Public school offices returning to High River
Education: Foothills School Division moving out of old Okotoks RCMP detachment
By: Bruce Campbell
| Posted: Wednesday, Jan 22, 2014 06:00 am
Foothills School Division employees are busting out of the old Okotoks police station and heading home.
The division announced on Jan. 15 at its public board meeting in Okotoks, it will start moving back to its division office in downtown High River in February — eight months after the building was ravaged by the June 20 flood. Division office staff has been located at the old RCMP station at Southridge Drive and Woodgate Road in Okotoks since Sept. 1.
“We are glad to be getting back to our office in High River,” said Foothills School Division (FSD) assistant superintendent-corporate services Drew Chipman in an interview after the meeting. “We see moving back as part of the solution to helping rebuild the community and that is where our offices are and have been.
“We have relations built up with the community and the vendors. Our priority has always been High River and that’s where we want to be.”
The move is expected to take place around the Family Day weekend. However, the staff won’t be taking up the entire division office. The 20 Foothills employees returning will use just the main floor. The cost was picked up by insurance.
The downstairs offices, which were used by technical staff, are not ready. Those eight employees will continue to work out of Okotoks Junior High School for the time being.
Chipman said the division considered other options, including setting up shop in Aldersyde, before deciding to move back to High River.
The return to the downtown office building, which is owned by the school division, may be temporary, as the division has outgrown the building.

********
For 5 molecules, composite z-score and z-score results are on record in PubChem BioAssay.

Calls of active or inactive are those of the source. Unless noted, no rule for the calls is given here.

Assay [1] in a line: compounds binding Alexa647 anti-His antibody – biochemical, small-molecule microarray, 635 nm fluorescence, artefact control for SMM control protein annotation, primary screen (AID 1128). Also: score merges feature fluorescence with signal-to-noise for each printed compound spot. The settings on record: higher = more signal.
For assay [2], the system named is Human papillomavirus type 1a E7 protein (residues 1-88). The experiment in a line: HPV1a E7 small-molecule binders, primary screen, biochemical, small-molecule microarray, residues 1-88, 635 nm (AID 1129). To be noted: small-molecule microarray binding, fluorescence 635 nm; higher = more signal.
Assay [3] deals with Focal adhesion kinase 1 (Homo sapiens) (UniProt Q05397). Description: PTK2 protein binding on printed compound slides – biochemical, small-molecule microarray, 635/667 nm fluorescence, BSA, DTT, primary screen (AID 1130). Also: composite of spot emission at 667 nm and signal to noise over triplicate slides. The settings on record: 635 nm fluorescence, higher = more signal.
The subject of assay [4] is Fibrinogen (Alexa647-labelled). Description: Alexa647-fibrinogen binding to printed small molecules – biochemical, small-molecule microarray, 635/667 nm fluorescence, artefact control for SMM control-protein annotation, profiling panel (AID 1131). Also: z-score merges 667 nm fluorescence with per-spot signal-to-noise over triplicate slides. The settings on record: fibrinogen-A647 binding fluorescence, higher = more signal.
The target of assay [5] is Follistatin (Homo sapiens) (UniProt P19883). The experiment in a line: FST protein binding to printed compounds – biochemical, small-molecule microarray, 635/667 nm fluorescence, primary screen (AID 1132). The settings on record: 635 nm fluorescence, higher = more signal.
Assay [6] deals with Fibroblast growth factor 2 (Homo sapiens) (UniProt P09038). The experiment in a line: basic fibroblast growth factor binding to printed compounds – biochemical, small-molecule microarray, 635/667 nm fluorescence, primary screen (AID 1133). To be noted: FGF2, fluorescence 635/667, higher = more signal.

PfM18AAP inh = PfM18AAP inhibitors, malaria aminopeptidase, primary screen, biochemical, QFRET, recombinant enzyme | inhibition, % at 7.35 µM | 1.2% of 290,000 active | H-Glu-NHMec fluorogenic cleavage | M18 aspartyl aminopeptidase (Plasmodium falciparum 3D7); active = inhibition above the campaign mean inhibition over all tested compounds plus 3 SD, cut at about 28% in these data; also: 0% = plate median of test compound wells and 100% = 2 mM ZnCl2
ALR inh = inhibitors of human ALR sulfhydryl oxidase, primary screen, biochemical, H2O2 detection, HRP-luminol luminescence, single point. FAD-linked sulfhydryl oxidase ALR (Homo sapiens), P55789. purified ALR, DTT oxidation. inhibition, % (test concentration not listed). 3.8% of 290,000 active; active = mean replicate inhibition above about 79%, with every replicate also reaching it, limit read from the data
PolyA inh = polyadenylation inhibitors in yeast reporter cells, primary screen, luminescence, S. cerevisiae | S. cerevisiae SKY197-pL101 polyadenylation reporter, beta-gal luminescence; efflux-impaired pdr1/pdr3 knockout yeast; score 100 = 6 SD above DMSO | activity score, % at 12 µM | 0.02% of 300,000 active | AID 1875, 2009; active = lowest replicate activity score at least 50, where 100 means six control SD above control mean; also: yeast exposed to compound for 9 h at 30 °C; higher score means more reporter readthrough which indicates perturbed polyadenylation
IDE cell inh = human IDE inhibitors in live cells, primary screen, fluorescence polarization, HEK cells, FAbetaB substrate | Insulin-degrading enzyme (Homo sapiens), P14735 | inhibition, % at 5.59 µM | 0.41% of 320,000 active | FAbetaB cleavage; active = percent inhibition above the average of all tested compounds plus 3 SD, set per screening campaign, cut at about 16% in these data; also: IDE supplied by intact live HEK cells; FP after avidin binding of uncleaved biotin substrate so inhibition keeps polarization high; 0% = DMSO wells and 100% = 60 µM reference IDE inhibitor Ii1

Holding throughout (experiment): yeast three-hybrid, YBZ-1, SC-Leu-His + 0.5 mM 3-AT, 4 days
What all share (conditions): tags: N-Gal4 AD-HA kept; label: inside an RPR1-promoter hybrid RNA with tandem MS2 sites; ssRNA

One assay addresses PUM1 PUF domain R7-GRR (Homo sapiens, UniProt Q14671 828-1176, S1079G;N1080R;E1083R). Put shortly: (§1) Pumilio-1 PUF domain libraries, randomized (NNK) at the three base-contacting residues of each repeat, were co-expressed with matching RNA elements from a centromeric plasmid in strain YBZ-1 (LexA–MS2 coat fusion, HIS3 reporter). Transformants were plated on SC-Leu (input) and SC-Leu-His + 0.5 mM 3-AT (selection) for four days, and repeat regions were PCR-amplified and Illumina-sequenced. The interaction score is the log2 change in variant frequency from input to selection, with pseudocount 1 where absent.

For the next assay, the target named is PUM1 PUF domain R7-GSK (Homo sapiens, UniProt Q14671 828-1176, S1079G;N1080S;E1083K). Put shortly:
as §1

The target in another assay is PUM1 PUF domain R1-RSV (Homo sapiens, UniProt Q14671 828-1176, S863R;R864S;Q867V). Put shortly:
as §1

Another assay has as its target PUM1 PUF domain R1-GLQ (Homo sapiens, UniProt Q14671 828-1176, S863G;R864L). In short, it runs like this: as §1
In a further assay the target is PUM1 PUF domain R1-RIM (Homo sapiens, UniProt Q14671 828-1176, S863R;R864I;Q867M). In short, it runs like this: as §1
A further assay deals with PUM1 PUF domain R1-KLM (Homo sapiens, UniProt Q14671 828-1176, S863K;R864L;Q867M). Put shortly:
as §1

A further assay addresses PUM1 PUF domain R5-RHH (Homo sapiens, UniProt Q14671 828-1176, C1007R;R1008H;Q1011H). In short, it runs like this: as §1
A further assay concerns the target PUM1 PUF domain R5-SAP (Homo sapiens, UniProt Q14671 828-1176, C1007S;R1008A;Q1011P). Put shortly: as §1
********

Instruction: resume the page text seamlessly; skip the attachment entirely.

The school division signed a letter of intent in September to start exploring the possibility of sharing a structure in High River with the MD of Foothills, the Town of High River and the provincial government.
“We are certainly looking at going into a joint building, that is the target for us,” Chipman said. “If that works out it is great, if not, we will explore all of our options.”
High River Mayor Craig Snodgrass said he had shared many of the citizens’ concerns the school division would be pulling up stakes due to the flood.
“Yes, I heard those concerns and you are darn right I was worried,” said Snodgrass, who received assurance from the division prior to Christmas it would likely be returning.
Snodgrass said the return of the division is an important boost to revitalize of the downtown core, adding businesses are continuing to return after being nearly wiped out by the flood.
He said he has his fingers crossed a shared new facility can be worked out soon.
The current shared High River-MD of Foothills building on Macleod Trail, which still has not fully re-opened, would likely stay in place. However, the proposed shared facility could be used by the High River library, bylaw enforcement and other services, according to Snodgrass.
Hubert Aumeier, owner of Evelyn’s Memory Lane Café in High River, said he is looking forward to having the division office up and running again.
“I did a lot of catering for lunch and things like that for the division,” he said.
He said more important than him having to make more sandwiches is the boost it gives the community.
“The main thing is they are coming back to High River,” Aumeier said. “It is super for the community. Every step of people returning is a positive. I think it will give people more confidence.”
Evelyn’s was the first downtown business to reopen after the flood when it opened its door in early July. He said the change of clientele at Evelyn’s since July is an indication of High River coming back.
“We used to have 50 or 60 construction workers in here a day,” Aumeier said. “Now we have a few more office people, more locals and more people traveling coming in.”